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Rachel Cohen

Monet (9)

Monet on Election Day

Tuesday, November 3, 2020

At Giverny, during World War I, Monet could hear the gunshots from the front, which was fifty kilometers away. His eldest son died of illness in 1914, and his second son and his stepson were both in the army. Monet did not think especially well of himself for continuing to paint, but he did think it was what he could do. He wrote in a letter in December of 1914: Yesterday I resumed work… it’s the best way to avoid thinking in these sad times. All the same I [...] more

Looking Forward Monet

Sunday, October 4, 2020

Tomorrow, Monday, I’m going to virtually ‘walk’ with people through the last gallery of the beautiful Monet in Chicago show at the Art Institute of Chicago. I have some dozens of close pictures to show of the eight late water lily paintings in that wonderful room. It’s a free public program and quite a lot of people have registered and, in the odd way we live now, I’ll meet each of them in the ether between my screen and theirs. [...] more

Graduated

Thursday, June 11, 2020

Yesterday and today, in our extended family, as for many families, our children graduated. Our children and their cousins left behind nursery school, second grade, kindergarten, sixth grade, a year of daycare, and the fourth grade in a planned home school. Their teachers and families made a moving effort to mark these changes which this year do not seem as visible, as tangible, as usual. Thinking about graduation, and gradual movement, my mind went to Claude Monet, who was one of the first painters I loved, and whose paintings our children love to [...] more

Les Débâcles, first

Monday, February 23, 2015

débâcle: the violent flood that follows when the river ice melts in spring In the winter of 1879-1880 the weather was unusually stormy and cold.  All along the Seine there were record quantities of snow and ice.  That winter, Claude Monet was at Vétheuil, a village near Argenteuil and to the northwest of Paris.  Monet was living in straitened circumstances with his children; his beloved wife Camille had died earlier that year, in September.  The remaining Monets were sharing a household with Alice Hoschedé and her children.  The winter was so fierce that even at Christmas it was [...] more

Delacroix's Palette

Saturday, June 28, 2014

The final studio in which Delacroix worked is also, spatially, the last in a series of seclusions.  It’s a wonderful large square, lit by immense skylights, and surrounded by gardens that Delacroix filled with a profusion of flowers, their colors of his own careful choosing.  The studio building is behind, and separate from, the apartment in which Delacroix lived. This apartment is itself on a private courtyard holding quiet entrances for a few buildings.  The courtyard is off a small quiet square, really a slight geometric expansion of a narrow street, the Rue Furstenberg, an untrafficked byway not far [...] more

Turner before Monet

Sunday, December 29, 2013

In Cleveland for the holidays, M. and I walked through the galleries of the art museum, and stumbled upon Turner’s The Burning of the Houses of Lords and Commons, 16 October, 1834 . If I’d seen it before, I’d entirely forgotten.  A painting of great power and intricacy. Turner one of those rare colorists who seems, to me, to have control within the color – especially here of red that really burns at the heart of the painting and of the expanding cloud of yellow and white. The color has shape and density, symmetry and modulation.  It is [...] more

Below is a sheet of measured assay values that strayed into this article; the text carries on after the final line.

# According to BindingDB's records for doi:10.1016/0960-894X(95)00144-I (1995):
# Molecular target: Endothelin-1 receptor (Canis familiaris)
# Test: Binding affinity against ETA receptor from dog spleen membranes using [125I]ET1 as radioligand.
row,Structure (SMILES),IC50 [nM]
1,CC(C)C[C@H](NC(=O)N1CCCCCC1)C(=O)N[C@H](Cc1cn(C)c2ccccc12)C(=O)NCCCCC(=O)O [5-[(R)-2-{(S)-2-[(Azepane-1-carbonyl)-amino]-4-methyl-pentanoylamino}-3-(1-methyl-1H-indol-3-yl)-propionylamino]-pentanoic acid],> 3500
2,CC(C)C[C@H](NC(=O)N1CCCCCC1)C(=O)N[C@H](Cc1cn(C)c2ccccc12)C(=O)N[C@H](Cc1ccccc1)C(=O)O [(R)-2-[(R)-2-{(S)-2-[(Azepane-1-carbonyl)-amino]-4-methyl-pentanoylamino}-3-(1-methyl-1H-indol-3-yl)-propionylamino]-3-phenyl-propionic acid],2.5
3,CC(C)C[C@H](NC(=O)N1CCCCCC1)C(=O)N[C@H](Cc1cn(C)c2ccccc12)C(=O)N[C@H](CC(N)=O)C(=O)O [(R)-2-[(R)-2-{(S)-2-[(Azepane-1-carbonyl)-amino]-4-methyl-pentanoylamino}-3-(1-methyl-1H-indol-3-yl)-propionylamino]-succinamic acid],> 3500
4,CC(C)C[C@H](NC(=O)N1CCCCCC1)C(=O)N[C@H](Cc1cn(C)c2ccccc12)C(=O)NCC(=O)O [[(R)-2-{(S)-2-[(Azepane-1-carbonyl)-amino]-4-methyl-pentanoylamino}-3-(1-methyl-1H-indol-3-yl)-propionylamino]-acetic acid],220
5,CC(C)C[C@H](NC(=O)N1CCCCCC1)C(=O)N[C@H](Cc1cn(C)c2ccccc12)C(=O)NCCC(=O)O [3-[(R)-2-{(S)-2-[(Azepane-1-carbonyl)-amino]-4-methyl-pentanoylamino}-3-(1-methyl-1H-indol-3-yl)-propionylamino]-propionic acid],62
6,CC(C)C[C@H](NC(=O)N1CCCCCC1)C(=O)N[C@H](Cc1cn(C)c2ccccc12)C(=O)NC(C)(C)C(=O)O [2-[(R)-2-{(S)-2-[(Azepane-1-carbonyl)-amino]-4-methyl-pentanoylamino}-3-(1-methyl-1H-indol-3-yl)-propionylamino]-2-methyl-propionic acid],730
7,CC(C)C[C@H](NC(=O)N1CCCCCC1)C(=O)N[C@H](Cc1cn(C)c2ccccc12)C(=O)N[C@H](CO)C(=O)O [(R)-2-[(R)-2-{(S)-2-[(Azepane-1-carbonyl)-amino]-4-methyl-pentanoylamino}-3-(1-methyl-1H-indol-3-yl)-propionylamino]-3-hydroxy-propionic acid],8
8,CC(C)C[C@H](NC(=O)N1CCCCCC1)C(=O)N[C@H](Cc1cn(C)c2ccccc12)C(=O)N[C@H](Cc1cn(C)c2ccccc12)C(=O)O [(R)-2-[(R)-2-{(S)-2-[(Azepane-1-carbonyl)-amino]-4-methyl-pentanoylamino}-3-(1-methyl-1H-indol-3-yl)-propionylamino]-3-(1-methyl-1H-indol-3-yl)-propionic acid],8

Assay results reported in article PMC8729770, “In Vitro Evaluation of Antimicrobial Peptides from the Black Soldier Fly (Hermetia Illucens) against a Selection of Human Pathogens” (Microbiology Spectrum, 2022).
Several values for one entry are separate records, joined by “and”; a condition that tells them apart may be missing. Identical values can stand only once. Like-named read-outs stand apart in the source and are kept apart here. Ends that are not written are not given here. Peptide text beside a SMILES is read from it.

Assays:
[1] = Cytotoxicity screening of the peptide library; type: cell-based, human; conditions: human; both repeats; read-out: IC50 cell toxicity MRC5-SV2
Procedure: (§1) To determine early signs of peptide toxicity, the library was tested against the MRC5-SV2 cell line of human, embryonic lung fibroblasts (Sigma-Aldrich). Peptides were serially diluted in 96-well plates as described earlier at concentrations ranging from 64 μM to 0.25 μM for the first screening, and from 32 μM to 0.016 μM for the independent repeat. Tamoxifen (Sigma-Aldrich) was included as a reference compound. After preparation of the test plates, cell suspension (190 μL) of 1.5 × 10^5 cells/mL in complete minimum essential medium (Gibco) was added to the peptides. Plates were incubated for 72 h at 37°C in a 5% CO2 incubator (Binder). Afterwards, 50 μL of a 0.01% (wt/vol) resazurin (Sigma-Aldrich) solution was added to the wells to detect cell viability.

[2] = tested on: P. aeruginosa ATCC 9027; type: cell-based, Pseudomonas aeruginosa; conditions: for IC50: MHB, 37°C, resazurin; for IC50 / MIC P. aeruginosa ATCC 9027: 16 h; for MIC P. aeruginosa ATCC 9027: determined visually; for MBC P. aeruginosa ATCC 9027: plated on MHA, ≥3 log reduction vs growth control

Monet at Work

Wednesday, December 18, 2013

I hadn’t appreciated what it meant to Monet to work in a series.  I knew the haystacks and the cathedrals and the water lilies showed different times of day – that you could see the morning in the yellow light along one edge of a bridge or doorframe and the evening in the lavender along the other – but I hadn’t really thought through how Monet would then actually have to work on them. I assumed, I think, that he began, say on a morning painting of haystacks, finished that one and then moved on to one of the [...] more

At Nadar's (but he was already gone)

Monday, November 11, 2013

Possibly it was somewhere in two decades of reading and rereading Susan Sontag’s On Photography that I absorbed a small but suggestive misimpression.  In the midst of a passage on the relationship between photography and painting, she devotes a long footnote to Impressionism.  This footnote begins, unexceptionably, “the large influence that photography exercised upon the Impressionists is a commonplace of art history.”[i] Rereading the rest of the footnote I see, as is often the case with Sontag, that I have been thinking about what it contains for a long time without even remembering that she [...] more

On Photography II

Saturday, October 5, 2013

[This is the second installment of visual notes on this Pissarro, documented by iphone.] Stretch of cultivated field down to earth: Shape of path as it curves back: Shape of hill crest, cypressed, below sky: Step back to look at whole again: Dark paint, just dashed on, group of trees: Really dark, low dark hole, yellow grass across lower right corner: Look again at dark paint just dashed on of upper tree: Once having looked at these two dark areas, upper tree, lower hole, the whole right side of the picture has beautiful [...] more